Fowlers Yard is an unexpected pocket of creativity, tucked away down on the banks of the River Wear in Durham. It’s an artistic community that lies literally moments away from the buzzing historic and retail heart of Durham City Centre.
Wander beyond Durham’s cobbled streets, down the ancient steps from Silver Street or through the back doors of the Indoor Market, and you’ll come across a collection of small, red brick buildings with traditional barn doors and cast iron swinging wall signs. Visitors will enjoy the little oasis of calm that surrounds these artisan workspaces, as these creative small businesses offer a welcome break from the mainstream commercial shops, just yards away.
Fowlers Yard is a unique development of nine creative workspaces for professional artists, craftspeople and creative businesses. Transformed from their original purpose as stables and warehouses, the buildings have also been used as scout huts, and a recording studio including practice room for musicians. Since shortly after the millenium, Durham City Council have been renting the buildings to artists. The studios bear the individuality of each tenant, and visitors have the opportunity to meet the artists and observe many different creative processes in action. Fowlers Yard is also home to the City Theatre and Leonard’s Coffee House, and together with the studios, this community forms the growing cultural quarter within the city.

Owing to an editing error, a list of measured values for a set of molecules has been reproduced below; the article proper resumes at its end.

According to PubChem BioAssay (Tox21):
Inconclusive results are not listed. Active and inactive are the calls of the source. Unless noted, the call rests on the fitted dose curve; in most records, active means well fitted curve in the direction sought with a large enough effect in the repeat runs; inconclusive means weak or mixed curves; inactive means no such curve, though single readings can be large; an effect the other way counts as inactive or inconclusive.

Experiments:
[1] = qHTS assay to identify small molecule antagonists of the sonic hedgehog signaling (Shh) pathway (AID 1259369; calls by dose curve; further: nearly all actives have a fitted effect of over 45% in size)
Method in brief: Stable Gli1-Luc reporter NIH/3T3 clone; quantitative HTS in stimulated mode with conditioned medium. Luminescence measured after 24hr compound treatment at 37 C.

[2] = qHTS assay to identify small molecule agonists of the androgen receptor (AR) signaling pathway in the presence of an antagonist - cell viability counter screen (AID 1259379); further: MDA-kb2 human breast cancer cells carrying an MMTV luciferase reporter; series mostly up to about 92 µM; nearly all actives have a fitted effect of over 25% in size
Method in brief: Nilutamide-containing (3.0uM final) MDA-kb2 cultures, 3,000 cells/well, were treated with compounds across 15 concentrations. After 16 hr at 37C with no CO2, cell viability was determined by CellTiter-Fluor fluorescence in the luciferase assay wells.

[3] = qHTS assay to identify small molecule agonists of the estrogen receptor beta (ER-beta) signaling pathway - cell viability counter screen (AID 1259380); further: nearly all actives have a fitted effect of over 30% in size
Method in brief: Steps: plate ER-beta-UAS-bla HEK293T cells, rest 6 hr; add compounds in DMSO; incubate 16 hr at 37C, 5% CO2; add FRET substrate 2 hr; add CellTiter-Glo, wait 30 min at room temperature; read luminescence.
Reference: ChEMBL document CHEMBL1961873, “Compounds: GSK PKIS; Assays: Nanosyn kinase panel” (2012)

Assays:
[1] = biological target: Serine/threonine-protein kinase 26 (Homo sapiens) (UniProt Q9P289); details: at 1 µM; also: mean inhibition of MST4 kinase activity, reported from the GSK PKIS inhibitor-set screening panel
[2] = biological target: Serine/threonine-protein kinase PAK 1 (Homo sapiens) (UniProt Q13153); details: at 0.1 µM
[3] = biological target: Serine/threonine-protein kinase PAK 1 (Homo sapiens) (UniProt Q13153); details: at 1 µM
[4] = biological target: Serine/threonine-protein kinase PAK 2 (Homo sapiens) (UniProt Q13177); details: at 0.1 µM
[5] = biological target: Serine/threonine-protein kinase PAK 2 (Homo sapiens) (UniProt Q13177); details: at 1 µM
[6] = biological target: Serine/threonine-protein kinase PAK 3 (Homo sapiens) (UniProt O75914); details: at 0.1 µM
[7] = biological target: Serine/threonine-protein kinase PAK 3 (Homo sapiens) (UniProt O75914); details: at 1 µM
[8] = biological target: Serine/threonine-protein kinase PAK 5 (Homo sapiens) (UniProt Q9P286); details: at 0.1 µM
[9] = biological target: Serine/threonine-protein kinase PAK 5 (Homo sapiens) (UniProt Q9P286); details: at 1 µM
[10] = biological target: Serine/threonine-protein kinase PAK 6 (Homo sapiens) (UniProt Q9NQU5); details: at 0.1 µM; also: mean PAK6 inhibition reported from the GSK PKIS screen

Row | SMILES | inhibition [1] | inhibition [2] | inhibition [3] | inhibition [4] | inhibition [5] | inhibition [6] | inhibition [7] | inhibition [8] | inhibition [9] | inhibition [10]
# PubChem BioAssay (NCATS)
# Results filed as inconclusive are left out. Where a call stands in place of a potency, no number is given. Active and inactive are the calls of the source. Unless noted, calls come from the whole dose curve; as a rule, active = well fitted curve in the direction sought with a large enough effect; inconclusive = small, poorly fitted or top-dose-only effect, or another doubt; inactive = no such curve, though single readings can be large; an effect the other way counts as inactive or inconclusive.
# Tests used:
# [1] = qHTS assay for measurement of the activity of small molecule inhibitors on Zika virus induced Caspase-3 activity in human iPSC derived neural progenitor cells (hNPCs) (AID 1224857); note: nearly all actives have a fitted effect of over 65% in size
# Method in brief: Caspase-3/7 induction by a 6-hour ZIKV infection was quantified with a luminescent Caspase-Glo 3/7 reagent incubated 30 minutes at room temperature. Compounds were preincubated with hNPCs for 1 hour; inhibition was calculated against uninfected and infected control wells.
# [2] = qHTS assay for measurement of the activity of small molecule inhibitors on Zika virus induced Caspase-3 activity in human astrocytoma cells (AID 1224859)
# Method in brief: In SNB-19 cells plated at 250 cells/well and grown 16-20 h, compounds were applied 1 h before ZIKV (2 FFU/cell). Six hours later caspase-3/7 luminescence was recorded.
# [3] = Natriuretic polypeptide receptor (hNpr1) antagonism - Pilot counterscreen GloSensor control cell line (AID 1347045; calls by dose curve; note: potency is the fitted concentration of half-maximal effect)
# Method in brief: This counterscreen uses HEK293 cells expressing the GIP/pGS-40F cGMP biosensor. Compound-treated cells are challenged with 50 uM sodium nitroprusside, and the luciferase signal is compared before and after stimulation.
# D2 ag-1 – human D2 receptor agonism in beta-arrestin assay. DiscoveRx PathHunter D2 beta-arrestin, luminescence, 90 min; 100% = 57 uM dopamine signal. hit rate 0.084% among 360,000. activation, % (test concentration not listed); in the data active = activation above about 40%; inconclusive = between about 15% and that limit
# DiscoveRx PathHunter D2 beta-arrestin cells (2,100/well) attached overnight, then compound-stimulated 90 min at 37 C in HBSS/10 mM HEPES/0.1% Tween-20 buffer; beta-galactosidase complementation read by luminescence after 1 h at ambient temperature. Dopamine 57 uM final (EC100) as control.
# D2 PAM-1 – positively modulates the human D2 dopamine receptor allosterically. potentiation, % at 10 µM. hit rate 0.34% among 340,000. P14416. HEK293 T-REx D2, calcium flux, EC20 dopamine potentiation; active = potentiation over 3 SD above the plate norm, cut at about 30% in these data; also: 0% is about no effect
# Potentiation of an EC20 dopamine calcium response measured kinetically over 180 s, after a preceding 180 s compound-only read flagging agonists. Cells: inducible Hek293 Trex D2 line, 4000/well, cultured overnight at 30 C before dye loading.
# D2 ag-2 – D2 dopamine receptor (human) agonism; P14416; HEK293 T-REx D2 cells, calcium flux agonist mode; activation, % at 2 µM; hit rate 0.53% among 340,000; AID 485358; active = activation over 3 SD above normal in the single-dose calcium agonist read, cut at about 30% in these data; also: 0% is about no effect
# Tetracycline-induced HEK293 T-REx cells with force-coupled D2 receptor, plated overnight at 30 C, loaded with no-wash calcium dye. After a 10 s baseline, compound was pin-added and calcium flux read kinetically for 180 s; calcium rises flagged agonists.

Despite it’s transformations, Fowlers yard has managed to retain its’ authentic charm whilst much of Durham city is being so heavily redeveloped. It’s a street with real character, and the members of Fowlers Yard are all passionate about keeping hand-crafted skills alive. The Yard is firmly established, as several of the tenants have been there well over 10 years, with the newer inhabitants positively adding to it’s creative diversity. There is no other artistic corner like this in central Durham!
There is something for everybody down in Fowlers Yard, and the artisans welcome the opportunity to share their individual techniques with visitors. On display are skills such as wool spinning and fleecing, furniture restoration, jewellery design, printmaking, hand embroidery, portrait painting, tapestry weaving, photography, illustration and micro-brewing.